THE FINAL transition from nice-guy cop with a solid moral disposition to ruthless road warrior is neatly done in this brilliant sequel to Mad Max.
The leather is tattier, leg irons support his shot-out knee, his XB Hardtop is a little worse for wear and has had a few new mods, like giant fuel tanks in the back, and he’s found himself a clever dog who helps him out of the odd scrape and is happy to wait for leftover Dinky Di dog food once Max has had his fill.
Yep, life couldn’t get peachier for ol’ Max – blasting down the road, scavenging for fuel and living on dog food. The thing that keeps him going is the occasional run in with the more organised riff raff who have the same life goal of finding fuel to keep them going.
When he foils an ambush by a gyrocopter pilot, Max learns there’s a heavily defended refinery churning out fuel, and he’s just got to have some, which is the basis of the film.
Trouble is, the nastiest bunch of no-good villains this side of Broken Hill (where much of the film was shot) were also in the queue for a tank of guzzoline, and Max had already managed to get them off-side earlier in the film. Leader of the gang is The Humungous, who looks like he had a nasty accident with a pot of boiling human growth hormone as a toddler, and his lieutenant is Kawasaki-rider Wez, with his male pillion bitch, who Max narrowly avoids in the opening scenes.
The rest of the film is about how Max tries to outsmart the gang, so he can get in and out of the compound with full tanks of gas. But a shot of NOS, and a chrome exhaust stack, brings about the tragic demise of that wonderful XB.
There are a bunch of classic cars among the 80 used in the film, and the keen of eye will spot a pink 1959 Desoto, a couple of Valiant Chargers, a Monaro with a front end that looks more at home on a Willys, a ZG Fairlane, a Landau, a couple of F100s, a VF Valiant, an XA coupe, a chopped up HQ Statesman and a Customline.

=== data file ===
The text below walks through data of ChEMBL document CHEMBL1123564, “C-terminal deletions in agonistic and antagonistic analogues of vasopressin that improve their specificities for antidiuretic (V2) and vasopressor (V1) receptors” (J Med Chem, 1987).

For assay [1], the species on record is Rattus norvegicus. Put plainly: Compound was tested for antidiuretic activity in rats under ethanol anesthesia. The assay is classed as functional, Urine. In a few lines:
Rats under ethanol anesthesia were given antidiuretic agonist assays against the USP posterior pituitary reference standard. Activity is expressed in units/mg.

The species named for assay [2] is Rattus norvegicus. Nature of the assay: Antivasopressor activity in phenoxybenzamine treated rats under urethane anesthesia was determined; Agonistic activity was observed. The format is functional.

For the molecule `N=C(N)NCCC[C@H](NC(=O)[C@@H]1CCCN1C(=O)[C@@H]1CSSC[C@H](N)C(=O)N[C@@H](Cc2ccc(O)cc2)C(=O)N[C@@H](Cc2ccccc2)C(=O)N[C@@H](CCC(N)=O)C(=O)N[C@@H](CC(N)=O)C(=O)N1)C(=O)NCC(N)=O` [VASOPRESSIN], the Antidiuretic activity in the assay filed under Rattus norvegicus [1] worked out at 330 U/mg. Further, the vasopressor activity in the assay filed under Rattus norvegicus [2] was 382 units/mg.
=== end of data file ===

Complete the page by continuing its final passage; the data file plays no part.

The Interceptor is actually two cars. The original XB from Mad Max was modified and is featured in the close-up and interior shots in this film, while a replica was made for the chase scenes and was blown up as part of the movie.
The genius of this film is George Miller’s vision of a post-apocalyptic dystopia, not to mention a brilliant cast of characters, from The Humungous and Wez to the Gyrocopter Pilot and the paraplegic mechanic, who gets one of the film’s most memorable lines: “Last of the V8 Interceptors – a piece of history. Would have been a shame to blow it up.”
Then there’s Virginia Hey’s smoking hot Warrior Woman, the righteous leader of the compound, Papagallo, with his twin 351-engined buggy, and the Feral Kid with his lethal boomerang and limited vocabulary.
Great characters, fantastic action, iconic cars – Mad Max II has it all and deserves its inclusions in greatest movie lists.
A fitting sequel to the greatest Aussie car film ever made. It’s such a shame they went the next step with Mad Max III: Beyond Thunderdome, which moved away from the car theme, the one thing that makes these films resonate with all who love classic Aussie muscle cars.
- 1973 Ford Falcon XB GT351 Coupe,
- Twin 351-powered buggy
- Various Valiant Chargers
- Ford Landau and other barely discernible classics
COOL FLICK FACT:
The stunt where the bike rider hits the car and cartwheels through the air was actually a serious accident. The stuntman was supposed to miss the car, but smashed his legs and was nearly killed – a close look shows a broken leg bending luridly.